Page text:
Americans like to think they have solved the prob-
lem of the relationship between political life and
religious life. Usually this takes the form of refer-
ring to “the separation of church and state” as a
simple, elegant resolution of the difficulty. As this
book will show, however, this phrase obscures more
than it reveals, and whatever else is true about
church-state relations in America, its complexity
is not so easily captured.
There are a myriad of reasons for this. For one
thing, both religion and politics make strong claims
on a person’s allegiances. Early democratic think-
ers such as John Locke and Jean-Jacques Rousseau
argued against the inclusion of Catholics in demo-
cratic societies on the grounds they would always
have dual allegiances that would keep them from
ever being good democratic citizens. Going back as
far as the New Testament, Christians are warned
against getting too comfortable with or dependent
on the powers of this world. “To be in the world
but not of the world” is a fundamental paradox of
the Christian faith that puts the Christian always
in tension with the sources and forms of public
order. A keen recognition of human sinfulness
means that Christians are skeptical of anyone’s
ability, including their own, to order the political
world correctly. While God has created a template
in the scripture for faithful living, politics with its
tradeoffs and its compromises with evil limits our
possibilities for holiness.
At the same time, Christians believe that God
created the world good and placed them here with
a mandate to form culture and its institutions.
Adherents to the Christian faith claim that gov-
ernment is a gift of God to maintain order and
promote justice. From its very inception, Christian
thinkers were forced to think through this tension,
to figure out how they could exercise their worldly
responsibilities without becoming too worldly. And
for 17 centuries before the first European foot set
itself on American soil, the inherent difficulties of
the position made themselves known in European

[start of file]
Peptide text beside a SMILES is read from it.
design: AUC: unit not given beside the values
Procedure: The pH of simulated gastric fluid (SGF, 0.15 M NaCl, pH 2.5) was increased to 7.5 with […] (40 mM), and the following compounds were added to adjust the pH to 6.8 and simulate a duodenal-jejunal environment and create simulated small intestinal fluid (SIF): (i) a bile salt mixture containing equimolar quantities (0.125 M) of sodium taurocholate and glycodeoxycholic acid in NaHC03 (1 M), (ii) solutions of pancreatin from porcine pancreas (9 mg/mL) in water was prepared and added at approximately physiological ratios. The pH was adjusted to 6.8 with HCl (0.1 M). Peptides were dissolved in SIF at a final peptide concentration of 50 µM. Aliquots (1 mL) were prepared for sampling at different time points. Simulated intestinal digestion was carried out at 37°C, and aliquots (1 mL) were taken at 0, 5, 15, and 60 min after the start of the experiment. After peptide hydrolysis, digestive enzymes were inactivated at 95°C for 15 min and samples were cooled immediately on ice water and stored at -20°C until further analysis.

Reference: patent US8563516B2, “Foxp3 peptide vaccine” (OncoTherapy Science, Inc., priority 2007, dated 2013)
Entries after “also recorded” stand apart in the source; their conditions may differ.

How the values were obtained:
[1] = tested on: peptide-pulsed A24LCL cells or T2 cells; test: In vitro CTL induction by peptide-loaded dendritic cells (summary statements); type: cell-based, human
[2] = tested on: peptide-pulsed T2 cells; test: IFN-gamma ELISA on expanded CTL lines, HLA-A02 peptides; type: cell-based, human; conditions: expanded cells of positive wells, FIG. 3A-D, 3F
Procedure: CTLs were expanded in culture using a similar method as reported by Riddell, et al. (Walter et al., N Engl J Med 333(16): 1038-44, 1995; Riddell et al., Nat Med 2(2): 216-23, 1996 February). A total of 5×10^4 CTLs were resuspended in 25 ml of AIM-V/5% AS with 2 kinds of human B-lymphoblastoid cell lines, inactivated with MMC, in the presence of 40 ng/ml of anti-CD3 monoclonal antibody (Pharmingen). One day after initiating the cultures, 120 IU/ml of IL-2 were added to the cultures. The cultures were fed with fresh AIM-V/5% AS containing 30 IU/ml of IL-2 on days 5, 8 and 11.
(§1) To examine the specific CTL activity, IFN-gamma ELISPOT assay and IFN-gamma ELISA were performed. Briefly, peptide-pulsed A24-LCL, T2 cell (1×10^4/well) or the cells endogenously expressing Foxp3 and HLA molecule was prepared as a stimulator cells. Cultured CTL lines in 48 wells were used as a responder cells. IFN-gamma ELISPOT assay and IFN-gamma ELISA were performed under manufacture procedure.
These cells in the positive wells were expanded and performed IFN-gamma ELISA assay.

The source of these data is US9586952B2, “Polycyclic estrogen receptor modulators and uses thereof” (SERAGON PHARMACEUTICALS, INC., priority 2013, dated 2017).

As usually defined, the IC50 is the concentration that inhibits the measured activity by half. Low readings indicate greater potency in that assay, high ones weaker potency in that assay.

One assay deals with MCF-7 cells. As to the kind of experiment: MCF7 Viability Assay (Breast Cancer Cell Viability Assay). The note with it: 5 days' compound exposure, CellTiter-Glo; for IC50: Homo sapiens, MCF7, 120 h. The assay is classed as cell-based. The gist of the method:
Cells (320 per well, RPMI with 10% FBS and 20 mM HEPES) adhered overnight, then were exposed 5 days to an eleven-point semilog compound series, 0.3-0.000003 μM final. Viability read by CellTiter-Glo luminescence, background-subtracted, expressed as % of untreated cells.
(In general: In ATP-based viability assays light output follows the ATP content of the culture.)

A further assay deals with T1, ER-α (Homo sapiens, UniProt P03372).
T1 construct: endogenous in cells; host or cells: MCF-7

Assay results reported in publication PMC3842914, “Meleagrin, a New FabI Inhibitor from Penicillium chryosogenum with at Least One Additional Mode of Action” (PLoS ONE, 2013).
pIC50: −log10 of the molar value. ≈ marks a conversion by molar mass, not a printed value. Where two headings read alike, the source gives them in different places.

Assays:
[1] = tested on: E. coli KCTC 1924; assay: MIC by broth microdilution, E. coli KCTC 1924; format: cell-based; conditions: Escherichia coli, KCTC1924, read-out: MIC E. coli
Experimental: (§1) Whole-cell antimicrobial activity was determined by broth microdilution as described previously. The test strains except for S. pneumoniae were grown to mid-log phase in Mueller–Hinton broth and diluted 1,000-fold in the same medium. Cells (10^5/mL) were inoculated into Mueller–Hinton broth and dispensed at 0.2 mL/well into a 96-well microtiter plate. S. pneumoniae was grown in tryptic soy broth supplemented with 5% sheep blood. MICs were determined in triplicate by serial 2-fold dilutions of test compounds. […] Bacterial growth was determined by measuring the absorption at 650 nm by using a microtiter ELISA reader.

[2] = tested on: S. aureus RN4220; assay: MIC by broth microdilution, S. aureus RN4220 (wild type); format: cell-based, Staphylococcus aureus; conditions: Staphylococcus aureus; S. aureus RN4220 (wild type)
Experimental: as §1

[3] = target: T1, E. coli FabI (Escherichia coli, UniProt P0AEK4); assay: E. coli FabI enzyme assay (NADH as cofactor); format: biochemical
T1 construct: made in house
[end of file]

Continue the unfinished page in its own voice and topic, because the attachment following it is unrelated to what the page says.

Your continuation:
experience, concluding, perhaps, with the Wars of
Religion in the 16th and 17th centuries, which so
marked the consciousness of American settlers.
Aside from the deeply ingrained theological
problems, Christian leaders had to deal with the
institutional effects. Could ecclesial leaders exer-
cise “secular” power without compromising their
spiritual authority? Could secular princes exercise
political power without reference to their status as
religious subjects and believers? How should the
“church,” as a divinely ordained institution, balance
its authority against the emergent “state,” which
really didn’t exist until the 16th century and which
itself responds not only to the call of reason but
also to divine mandates? How would Christians
react to the biblical mandate that they obey gov-
erning authorities, for the latter were ordained by
God? And how might the two institutions, both of
which claim a peculiar kind of absolute authority
for themselves, particularly in the modern world,
learn to get along with each other? For more than
a millennium, popes and princes struggled with
these questions and hammered out very imperfect
practical arrangements.
To understand the documents presented in
this book, we must first understand that Ameri-
can efforts to deal with church-state problems
occurred within this historical context. The Amer-
icans might have given their own practical spin to
the underlying issues, but they inherited a set of
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